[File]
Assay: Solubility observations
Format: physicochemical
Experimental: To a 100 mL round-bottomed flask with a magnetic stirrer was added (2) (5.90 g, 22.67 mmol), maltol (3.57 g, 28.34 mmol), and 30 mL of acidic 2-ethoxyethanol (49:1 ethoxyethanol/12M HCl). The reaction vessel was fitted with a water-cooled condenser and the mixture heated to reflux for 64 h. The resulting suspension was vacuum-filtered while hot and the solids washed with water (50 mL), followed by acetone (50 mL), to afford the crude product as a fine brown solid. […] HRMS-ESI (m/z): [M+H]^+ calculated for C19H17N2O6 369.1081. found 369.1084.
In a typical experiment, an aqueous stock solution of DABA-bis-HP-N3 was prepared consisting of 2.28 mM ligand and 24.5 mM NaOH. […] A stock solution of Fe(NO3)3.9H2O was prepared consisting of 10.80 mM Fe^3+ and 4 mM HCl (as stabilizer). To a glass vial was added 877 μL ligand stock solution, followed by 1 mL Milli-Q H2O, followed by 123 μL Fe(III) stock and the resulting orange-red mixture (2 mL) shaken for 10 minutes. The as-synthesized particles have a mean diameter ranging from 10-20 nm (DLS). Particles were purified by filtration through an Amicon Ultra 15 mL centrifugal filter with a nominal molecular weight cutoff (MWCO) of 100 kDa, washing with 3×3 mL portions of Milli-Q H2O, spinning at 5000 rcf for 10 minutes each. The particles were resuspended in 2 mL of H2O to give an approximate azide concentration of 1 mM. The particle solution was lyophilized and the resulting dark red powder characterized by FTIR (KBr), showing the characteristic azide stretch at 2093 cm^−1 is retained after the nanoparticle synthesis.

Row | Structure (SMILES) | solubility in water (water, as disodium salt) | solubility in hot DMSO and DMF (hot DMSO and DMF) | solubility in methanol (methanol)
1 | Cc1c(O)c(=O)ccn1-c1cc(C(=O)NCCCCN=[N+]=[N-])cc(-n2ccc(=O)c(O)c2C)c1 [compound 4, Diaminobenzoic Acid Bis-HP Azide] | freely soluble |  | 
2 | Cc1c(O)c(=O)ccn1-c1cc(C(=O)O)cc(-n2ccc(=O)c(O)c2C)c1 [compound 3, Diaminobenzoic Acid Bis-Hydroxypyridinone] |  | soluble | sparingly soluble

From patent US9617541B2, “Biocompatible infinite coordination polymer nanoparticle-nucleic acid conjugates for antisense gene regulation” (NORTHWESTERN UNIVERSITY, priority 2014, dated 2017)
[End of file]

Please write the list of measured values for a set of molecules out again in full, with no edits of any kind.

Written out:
Assay: Solubility observations
Format: physicochemical
Experimental: To a 100 mL round-bottomed flask with a magnetic stirrer was added (2) (5.90 g, 22.67 mmol), maltol (3.57 g, 28.34 mmol), and 30 mL of acidic 2-ethoxyethanol (49:1 ethoxyethanol/12M HCl). The reaction vessel was fitted with a water-cooled condenser and the mixture heated to reflux for 64 h. The resulting suspension was vacuum-filtered while hot and the solids washed with water (50 mL), followed by acetone (50 mL), to afford the crude product as a fine brown solid. […] HRMS-ESI (m/z): [M+H]^+ calculated for C19H17N2O6 369.1081. found 369.1084.
In a typical experiment, an aqueous stock solution of DABA-bis-HP-N3 was prepared consisting of 2.28 mM ligand and 24.5 mM NaOH. […] A stock solution of Fe(NO3)3.9H2O was prepared consisting of 10.80 mM Fe^3+ and 4 mM HCl (as stabilizer). To a glass vial was added 877 μL ligand stock solution, followed by 1 mL Milli-Q H2O, followed by 123 μL Fe(III) stock and the resulting orange-red mixture (2 mL) shaken for 10 minutes. The as-synthesized particles have a mean diameter ranging from 10-20 nm (DLS). Particles were purified by filtration through an Amicon Ultra 15 mL centrifugal filter with a nominal molecular weight cutoff (MWCO) of 100 kDa, washing with 3×3 mL portions of Milli-Q H2O, spinning at 5000 rcf for 10 minutes each. The particles were resuspended in 2 mL of H2O to give an approximate azide concentration of 1 mM. The particle solution was lyophilized and the resulting dark red powder characterized by FTIR (KBr), showing the characteristic azide stretch at 2093 cm^−1 is retained after the nanoparticle synthesis.

Row | Structure (SMILES) | solubility in water (water, as disodium salt) | solubility in hot DMSO and DMF (hot DMSO and DMF) | solubility in methanol (methanol)
1 | Cc1c(O)c(=O)ccn1-c1cc(C(=O)NCCCCN=[N+]=[N-])cc(-n2ccc(=O)c(O)c2C)c1 [compound 4, Diaminobenzoic Acid Bis-HP Azide] | freely soluble |  | 
2 | Cc1c(O)c(=O)ccn1-c1cc(C(=O)O)cc(-n2ccc(=O)c(O)c2C)c1 [compound 3, Diaminobenzoic Acid Bis-Hydroxypyridinone] |  | soluble | sparingly soluble

From patent US9617541B2, “Biocompatible infinite coordination polymer nanoparticle-nucleic acid conjugates for antisense gene regulation” (NORTHWESTERN UNIVERSITY, priority 2014, dated 2017)